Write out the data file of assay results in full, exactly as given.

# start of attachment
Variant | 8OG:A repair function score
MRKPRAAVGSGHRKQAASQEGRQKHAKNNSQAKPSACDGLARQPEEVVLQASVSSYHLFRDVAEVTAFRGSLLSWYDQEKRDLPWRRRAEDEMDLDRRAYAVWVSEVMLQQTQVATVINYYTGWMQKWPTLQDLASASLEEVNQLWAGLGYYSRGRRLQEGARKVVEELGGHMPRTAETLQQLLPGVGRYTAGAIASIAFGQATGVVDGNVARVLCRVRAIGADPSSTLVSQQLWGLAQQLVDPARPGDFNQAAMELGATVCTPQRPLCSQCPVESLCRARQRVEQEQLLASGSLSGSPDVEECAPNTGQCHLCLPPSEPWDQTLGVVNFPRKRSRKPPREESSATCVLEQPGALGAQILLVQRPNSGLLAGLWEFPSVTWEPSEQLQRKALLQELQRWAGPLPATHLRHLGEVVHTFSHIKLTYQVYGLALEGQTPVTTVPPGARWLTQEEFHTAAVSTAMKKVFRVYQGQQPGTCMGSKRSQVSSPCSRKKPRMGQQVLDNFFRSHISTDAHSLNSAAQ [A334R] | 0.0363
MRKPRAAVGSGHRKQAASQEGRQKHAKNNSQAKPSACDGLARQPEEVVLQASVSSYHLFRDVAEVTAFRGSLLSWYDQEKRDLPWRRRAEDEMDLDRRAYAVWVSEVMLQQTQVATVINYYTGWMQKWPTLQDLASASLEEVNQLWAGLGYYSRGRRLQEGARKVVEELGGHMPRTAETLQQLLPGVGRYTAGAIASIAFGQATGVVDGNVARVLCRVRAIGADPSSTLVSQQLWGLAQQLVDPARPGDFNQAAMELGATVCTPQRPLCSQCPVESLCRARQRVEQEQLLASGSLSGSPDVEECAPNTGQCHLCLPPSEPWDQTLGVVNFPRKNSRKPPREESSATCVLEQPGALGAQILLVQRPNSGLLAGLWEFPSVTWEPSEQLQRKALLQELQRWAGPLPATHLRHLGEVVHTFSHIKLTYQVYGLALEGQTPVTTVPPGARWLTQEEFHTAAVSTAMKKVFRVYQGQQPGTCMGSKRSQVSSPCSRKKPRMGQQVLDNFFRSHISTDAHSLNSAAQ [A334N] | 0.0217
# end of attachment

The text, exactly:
Variant | 8OG:A repair function score
MRKPRAAVGSGHRKQAASQEGRQKHAKNNSQAKPSACDGLARQPEEVVLQASVSSYHLFRDVAEVTAFRGSLLSWYDQEKRDLPWRRRAEDEMDLDRRAYAVWVSEVMLQQTQVATVINYYTGWMQKWPTLQDLASASLEEVNQLWAGLGYYSRGRRLQEGARKVVEELGGHMPRTAETLQQLLPGVGRYTAGAIASIAFGQATGVVDGNVARVLCRVRAIGADPSSTLVSQQLWGLAQQLVDPARPGDFNQAAMELGATVCTPQRPLCSQCPVESLCRARQRVEQEQLLASGSLSGSPDVEECAPNTGQCHLCLPPSEPWDQTLGVVNFPRKRSRKPPREESSATCVLEQPGALGAQILLVQRPNSGLLAGLWEFPSVTWEPSEQLQRKALLQELQRWAGPLPATHLRHLGEVVHTFSHIKLTYQVYGLALEGQTPVTTVPPGARWLTQEEFHTAAVSTAMKKVFRVYQGQQPGTCMGSKRSQVSSPCSRKKPRMGQQVLDNFFRSHISTDAHSLNSAAQ [A334R] | 0.0363
MRKPRAAVGSGHRKQAASQEGRQKHAKNNSQAKPSACDGLARQPEEVVLQASVSSYHLFRDVAEVTAFRGSLLSWYDQEKRDLPWRRRAEDEMDLDRRAYAVWVSEVMLQQTQVATVINYYTGWMQKWPTLQDLASASLEEVNQLWAGLGYYSRGRRLQEGARKVVEELGGHMPRTAETLQQLLPGVGRYTAGAIASIAFGQATGVVDGNVARVLCRVRAIGADPSSTLVSQQLWGLAQQLVDPARPGDFNQAAMELGATVCTPQRPLCSQCPVESLCRARQRVEQEQLLASGSLSGSPDVEECAPNTGQCHLCLPPSEPWDQTLGVVNFPRKNSRKPPREESSATCVLEQPGALGAQILLVQRPNSGLLAGLWEFPSVTWEPSEQLQRKALLQELQRWAGPLPATHLRHLGEVVHTFSHIKLTYQVYGLALEGQTPVTTVPPGARWLTQEEFHTAAVSTAMKKVFRVYQGQQPGTCMGSKRSQVSSPCSRKKPRMGQQVLDNFFRSHISTDAHSLNSAAQ [A334N] | 0.0217